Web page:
Adarand Constructors, Inc. v. Peľa, 515 U.S. 200, 15 (1995)

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214

ADARAND CONSTRUCTORS, INC. v. PENA

Opinion of the Court

States, 256 U. S. 377, 392 (1921) ("Reference is made to cases decided under the equal protection clause of the Fourteenth Amendment . . . ; but clearly they are not in point. The Fifth Amendment has no equal protection clause"). When the Court first faced a Fifth Amendment equal protection challenge to a federal racial classification, it adopted a similar approach, with most unfortunate results. In Hirabayashi v. United States, 320 U. S. 81 (1943), the Court considered a curfew applicable only to persons of Japanese ancestry. The Court observed—correctly—that "[d]istinctions between citizens solely because of their ancestry are by their very nature odious to a free people whose institutions are founded upon the doctrine of equality," and that "racial discriminations are in most circumstances irrelevant and therefore prohibited." Id., at 100. But it also cited Detroit Bank for the proposition that the Fifth Amendment "restrains only such discriminatory legislation by Congress as amounts to a denial of due process," 320 U. S., at 100, and upheld the curfew because "circumstances within the knowledge of those charged with the responsibility for maintaining the national defense afforded a rational basis for the decision which they made." Id., at 102.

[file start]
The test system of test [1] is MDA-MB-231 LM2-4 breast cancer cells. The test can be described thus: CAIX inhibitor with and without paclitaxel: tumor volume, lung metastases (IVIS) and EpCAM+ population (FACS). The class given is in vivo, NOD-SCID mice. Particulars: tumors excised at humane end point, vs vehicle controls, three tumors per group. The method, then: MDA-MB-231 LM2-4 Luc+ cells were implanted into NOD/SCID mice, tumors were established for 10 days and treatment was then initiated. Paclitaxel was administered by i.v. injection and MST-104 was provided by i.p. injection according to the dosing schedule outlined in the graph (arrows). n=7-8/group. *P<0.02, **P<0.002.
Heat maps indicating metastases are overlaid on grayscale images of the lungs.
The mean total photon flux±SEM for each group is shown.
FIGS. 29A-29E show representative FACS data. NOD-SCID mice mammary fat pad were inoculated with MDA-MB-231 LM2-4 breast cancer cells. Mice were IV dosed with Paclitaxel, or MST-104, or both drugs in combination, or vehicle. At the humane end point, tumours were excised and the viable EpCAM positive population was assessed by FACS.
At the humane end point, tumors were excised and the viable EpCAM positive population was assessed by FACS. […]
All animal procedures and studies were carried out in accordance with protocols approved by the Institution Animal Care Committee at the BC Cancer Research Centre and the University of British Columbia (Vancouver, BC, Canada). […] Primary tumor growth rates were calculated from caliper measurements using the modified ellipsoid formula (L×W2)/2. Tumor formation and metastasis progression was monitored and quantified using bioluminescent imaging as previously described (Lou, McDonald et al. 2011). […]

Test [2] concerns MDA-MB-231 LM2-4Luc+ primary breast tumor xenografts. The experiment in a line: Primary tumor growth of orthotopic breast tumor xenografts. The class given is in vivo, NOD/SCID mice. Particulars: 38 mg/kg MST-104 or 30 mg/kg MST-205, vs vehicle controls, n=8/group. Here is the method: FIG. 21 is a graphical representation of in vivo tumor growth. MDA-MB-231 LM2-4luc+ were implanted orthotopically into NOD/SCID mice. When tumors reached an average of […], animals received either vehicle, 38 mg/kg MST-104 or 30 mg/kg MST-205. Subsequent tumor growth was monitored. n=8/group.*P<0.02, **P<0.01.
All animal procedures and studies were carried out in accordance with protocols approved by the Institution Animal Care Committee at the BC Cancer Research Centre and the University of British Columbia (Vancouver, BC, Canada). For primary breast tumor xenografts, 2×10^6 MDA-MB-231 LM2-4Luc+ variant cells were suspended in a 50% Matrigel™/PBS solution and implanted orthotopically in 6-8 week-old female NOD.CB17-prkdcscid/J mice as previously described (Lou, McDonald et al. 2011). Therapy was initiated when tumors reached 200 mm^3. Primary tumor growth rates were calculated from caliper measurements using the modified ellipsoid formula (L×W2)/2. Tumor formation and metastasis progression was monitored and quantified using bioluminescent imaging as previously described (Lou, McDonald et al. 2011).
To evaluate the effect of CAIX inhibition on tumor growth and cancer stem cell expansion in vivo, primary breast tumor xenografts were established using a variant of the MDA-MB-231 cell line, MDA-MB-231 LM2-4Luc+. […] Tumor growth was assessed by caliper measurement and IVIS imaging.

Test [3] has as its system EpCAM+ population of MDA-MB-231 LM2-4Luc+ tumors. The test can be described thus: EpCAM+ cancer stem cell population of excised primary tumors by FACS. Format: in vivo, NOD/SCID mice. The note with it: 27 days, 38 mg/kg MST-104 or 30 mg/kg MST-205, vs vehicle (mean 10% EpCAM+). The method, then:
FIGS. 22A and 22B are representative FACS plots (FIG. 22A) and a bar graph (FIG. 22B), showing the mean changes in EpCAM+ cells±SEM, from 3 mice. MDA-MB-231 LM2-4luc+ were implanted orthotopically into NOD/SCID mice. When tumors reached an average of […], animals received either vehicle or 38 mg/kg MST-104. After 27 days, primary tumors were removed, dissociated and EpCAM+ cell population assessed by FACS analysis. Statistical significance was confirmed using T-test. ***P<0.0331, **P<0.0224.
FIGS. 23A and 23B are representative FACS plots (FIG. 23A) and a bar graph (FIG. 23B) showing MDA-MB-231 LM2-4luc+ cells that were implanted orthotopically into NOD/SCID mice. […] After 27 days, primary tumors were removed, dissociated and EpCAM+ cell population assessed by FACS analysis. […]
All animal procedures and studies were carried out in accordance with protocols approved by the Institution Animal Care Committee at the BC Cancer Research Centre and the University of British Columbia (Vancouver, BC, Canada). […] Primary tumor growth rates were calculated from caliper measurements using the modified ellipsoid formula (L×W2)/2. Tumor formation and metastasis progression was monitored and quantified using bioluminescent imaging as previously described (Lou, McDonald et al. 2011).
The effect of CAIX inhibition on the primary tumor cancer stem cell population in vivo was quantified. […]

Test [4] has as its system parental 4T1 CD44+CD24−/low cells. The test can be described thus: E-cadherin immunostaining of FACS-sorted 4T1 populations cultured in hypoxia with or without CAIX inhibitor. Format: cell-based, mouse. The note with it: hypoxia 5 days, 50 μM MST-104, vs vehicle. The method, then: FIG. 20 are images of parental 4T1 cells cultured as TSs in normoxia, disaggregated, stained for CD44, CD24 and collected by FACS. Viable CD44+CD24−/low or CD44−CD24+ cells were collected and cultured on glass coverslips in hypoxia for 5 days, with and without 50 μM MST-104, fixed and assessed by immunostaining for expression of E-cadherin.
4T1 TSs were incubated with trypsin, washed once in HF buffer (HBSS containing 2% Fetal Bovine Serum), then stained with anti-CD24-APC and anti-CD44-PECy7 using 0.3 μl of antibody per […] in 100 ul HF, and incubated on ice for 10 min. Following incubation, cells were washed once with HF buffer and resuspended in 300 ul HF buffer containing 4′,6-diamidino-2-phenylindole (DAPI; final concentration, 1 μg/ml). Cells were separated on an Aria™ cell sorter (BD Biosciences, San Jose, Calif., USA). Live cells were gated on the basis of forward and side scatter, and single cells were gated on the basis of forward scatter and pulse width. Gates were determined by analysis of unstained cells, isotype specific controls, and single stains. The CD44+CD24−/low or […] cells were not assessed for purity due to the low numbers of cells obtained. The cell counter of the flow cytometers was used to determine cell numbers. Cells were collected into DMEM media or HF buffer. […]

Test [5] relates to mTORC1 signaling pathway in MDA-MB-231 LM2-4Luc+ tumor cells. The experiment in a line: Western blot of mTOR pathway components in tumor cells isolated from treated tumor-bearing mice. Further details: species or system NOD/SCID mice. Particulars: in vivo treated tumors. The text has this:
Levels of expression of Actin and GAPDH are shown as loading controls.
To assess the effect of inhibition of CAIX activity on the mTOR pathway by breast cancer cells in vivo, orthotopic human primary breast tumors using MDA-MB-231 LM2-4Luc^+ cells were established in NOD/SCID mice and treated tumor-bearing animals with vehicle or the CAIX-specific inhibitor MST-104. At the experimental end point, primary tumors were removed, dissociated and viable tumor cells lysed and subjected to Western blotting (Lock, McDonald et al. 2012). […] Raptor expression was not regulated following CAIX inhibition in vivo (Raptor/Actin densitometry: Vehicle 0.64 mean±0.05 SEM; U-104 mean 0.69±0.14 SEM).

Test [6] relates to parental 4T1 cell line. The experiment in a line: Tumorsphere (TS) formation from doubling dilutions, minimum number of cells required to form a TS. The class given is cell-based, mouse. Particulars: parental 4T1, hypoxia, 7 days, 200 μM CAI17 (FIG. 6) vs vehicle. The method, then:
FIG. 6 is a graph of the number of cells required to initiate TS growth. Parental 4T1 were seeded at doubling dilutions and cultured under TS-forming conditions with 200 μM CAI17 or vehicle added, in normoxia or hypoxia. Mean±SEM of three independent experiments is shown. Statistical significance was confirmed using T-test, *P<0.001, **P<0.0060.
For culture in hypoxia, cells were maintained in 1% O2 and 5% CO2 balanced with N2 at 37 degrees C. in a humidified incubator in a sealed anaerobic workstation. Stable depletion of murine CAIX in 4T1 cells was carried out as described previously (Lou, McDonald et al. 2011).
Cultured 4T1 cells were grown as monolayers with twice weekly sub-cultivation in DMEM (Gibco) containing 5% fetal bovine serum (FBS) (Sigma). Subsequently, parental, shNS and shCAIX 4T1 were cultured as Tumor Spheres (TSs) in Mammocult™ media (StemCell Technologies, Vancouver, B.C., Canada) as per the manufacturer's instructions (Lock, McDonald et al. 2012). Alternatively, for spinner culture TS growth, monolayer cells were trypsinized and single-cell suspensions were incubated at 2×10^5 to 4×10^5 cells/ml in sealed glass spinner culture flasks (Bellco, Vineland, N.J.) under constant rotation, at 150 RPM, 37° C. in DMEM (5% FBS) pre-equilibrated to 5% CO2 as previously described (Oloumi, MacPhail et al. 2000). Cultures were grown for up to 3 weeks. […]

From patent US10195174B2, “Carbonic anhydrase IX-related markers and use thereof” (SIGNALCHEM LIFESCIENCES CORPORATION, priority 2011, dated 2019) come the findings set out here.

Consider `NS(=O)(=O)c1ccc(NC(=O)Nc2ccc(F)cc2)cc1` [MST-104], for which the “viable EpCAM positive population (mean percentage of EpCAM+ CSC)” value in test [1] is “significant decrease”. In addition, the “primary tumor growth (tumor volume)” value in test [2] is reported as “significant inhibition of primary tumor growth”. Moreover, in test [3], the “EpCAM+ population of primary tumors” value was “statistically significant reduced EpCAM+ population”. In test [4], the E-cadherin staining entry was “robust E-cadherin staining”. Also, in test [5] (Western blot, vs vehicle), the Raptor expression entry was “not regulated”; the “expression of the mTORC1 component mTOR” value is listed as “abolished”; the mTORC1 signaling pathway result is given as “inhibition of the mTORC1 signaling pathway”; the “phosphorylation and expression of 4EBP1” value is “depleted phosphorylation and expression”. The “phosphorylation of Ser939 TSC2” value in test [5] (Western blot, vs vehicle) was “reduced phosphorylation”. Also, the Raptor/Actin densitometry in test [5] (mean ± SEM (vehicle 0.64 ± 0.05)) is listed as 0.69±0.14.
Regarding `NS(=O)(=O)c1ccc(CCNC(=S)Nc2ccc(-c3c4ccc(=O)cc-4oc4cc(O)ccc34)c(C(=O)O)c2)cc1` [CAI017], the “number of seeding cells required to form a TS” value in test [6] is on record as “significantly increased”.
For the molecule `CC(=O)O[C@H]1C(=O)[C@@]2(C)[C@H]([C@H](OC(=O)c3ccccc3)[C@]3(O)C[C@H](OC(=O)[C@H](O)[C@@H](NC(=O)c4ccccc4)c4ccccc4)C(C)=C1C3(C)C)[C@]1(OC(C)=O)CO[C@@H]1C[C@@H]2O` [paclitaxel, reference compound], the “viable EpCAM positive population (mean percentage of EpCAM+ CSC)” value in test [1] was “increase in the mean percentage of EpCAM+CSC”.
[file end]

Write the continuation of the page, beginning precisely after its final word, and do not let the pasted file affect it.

Eighteen months later, the Court again approved wartime measures directed at persons of Japanese ancestry. Korematsu v. United States, 323 U. S. 214 (1944), concerned an order that completely excluded such persons from particular areas. The Court did not address the view, expressed in cases like Hirabayashi and Detroit Bank, that the Federal Government's obligation to provide equal protection differs significantly from that of the States. Instead, it began by noting that "all legal restrictions which curtail the civil rights of a single racial group are immediately suspect . . . [and] courts must subject them to the most rigid scrutiny." 323 U. S., at 216. That promising dictum might be read to undermine the view that the Federal Government is under a lesser obligation to avoid injurious racial classifications

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